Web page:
The plural of anecdote is not “data”.

I’ve just finished watching a YouTube video by TMM, he’s commenting on a disingenuous, possibly dishonest, Christian who is attempting to prove that his particular god is real, by suggesting that atheists have not defined what evidence would be acceptable, as if it’s the responsibility of unbelievers to present a definite criteria of what gods are.

It’s an argument I’ve heard time and again, theists realise that totally unsubstantiated promises of eternal rewards and threats of post mortem torture aren’t working, they understand that their claim to superior knowledge and morality isn’t cutting the mustard, so they switch to an ill fated attempt to shift the burden of proof, from the theists, who claim that a god or gods are real, to atheists, who reject that claim.

Incidentally, I am seldom at odds with the Oxford English Dictionary (OED), but when it comes to atheism, I disagree with the OED where it describes atheism as a belief that “god does not exist”. Firstly, I take issue with the word “god” when it’s used as if it were a name, secondly, in every other English word, the addition of an “a” at the beginning indicates a lack of something. Asymmetry is the lack of symmetry, not the belief in the absence or nonexistence of symmetry, to be amoral is to lack morals, not believe in the nonexistence of morals, and I could go on, aseptic, agnostic, abacterial, acaloric, and so on.

Atheism is not a belief, it is the absence of theism.

Back to the subject.

I have had theists ask me what sort of evidence I would accept for the existence of their gods, but only their gods, not all the gods the theist in question regards as false gods.

The answer is, any evidence at all. No theist has ever progressed past the point of trying to turn flawed philosophical ideas or pointing to something we have yet to understand (or more probably, that they have yet to understand, like evolutionary biology), and saying “That’s evidence of my god/s, why don’t you accept that?”, as if mystery automatically means that a supernatural force is involved.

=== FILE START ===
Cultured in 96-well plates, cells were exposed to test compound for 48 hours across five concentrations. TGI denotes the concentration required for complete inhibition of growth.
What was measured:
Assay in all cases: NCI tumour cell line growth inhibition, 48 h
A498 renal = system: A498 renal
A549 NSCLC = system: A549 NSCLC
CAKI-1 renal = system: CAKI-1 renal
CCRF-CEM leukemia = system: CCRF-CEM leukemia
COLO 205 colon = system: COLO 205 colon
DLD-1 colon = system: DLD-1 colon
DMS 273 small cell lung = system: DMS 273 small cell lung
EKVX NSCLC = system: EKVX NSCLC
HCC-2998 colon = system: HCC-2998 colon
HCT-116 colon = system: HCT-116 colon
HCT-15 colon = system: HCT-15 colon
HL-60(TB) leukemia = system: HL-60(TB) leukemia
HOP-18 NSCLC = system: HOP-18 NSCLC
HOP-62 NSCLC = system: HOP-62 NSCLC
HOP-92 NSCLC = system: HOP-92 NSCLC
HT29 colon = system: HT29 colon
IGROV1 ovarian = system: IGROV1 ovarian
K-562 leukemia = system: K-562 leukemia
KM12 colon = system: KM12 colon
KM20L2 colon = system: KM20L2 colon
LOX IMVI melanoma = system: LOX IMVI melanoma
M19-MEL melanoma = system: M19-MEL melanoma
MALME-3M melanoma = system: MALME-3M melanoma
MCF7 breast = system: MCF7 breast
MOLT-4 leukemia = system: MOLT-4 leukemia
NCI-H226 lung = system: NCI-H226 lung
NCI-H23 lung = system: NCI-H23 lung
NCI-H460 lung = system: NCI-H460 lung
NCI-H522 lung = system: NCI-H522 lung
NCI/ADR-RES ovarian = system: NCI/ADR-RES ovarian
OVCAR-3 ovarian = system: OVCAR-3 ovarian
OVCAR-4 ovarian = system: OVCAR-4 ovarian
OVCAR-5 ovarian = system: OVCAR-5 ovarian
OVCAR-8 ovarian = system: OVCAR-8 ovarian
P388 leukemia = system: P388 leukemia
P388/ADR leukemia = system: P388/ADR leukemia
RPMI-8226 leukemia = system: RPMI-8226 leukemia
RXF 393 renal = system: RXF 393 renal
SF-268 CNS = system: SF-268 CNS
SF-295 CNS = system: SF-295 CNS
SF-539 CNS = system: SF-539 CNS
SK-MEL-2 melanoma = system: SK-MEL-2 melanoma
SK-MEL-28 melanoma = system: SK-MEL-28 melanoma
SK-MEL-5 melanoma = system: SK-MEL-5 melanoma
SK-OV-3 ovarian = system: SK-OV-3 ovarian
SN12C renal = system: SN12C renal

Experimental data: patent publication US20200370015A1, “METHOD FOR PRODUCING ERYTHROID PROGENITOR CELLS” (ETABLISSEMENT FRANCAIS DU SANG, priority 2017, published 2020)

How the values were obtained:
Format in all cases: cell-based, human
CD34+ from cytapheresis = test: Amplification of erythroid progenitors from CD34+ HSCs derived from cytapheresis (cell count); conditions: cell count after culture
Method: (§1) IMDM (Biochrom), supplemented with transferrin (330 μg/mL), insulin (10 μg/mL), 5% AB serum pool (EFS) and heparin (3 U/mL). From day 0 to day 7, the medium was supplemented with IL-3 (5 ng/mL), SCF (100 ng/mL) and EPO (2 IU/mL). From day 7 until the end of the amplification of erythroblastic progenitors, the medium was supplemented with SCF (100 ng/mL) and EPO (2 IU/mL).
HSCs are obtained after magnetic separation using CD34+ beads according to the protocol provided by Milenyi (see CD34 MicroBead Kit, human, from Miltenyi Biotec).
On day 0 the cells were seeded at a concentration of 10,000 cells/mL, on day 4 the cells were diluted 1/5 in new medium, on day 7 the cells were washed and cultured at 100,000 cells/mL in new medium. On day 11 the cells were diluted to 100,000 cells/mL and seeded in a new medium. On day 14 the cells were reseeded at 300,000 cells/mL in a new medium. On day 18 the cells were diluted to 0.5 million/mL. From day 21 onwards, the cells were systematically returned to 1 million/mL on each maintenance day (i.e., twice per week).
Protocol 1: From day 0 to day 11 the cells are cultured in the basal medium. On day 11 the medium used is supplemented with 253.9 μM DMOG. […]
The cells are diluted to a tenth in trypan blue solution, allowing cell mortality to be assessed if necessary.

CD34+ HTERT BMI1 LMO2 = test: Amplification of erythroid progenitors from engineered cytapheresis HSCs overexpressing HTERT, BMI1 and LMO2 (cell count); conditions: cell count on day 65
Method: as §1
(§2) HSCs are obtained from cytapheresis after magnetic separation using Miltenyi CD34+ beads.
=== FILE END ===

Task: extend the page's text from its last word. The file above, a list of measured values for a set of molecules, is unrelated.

If a god spoke to everyone on Earth simultaneously, or gifted us with indestructible scripture, that would count as evidence, but whenever I point this out, I’m told that this would violate our free will to accept or reject a supernatural supervisor. This is, of course, a fatuous and silly response, quite aside from the fact that it would no more impinge upon free will to have a magically presented written scripture, than it would to have any of the many versions of ancient scrolls and books supposedly given to humanity millennia ago, but even if we were given such evidence of a deity, we could still choose not to worship it.

Theists will sometimes suggest that their gods are outside of the scientific realm, or even that they exist outside of the universe (which is pretty much the same as admitting that gods don’t exist, without actually having the fortitude to admit it internally), beyond the reach of the science that threatens their mythology so. But those self same theists will claim that their gods intervene in our universe, that they alter things to subtly favour their followers, in other words, that gods supposedly do exist within our universe, that they interfere and intervene in a measurable way, in which case, they are not outside of the scientific realm. In which case, the believer should be able to present reliable evidence of the intervention of their god/s.

So far, all we get is cherry picked data, blind assertions, deliberate attempts to subvert the truth and outright lies.

I would accept evidence for gods, if it was presented, but theists don’t seem to understand what evidence is, or that the second law of thermodynamics is only one third of a set of laws that contradict many theistic claims, or that whichever text they hold dear is not evidence, or a scientific paper, or that people like Kent Hovind, Ken Ham, Ray Comfort etc, are either ignorant of science and evidence, or blatant con artists and obvious liars.


Author: Toby

I love being alive, it's difficult sometimes, but it's so much better than the alternative. Lots of things interest me, sport is not one of those things.

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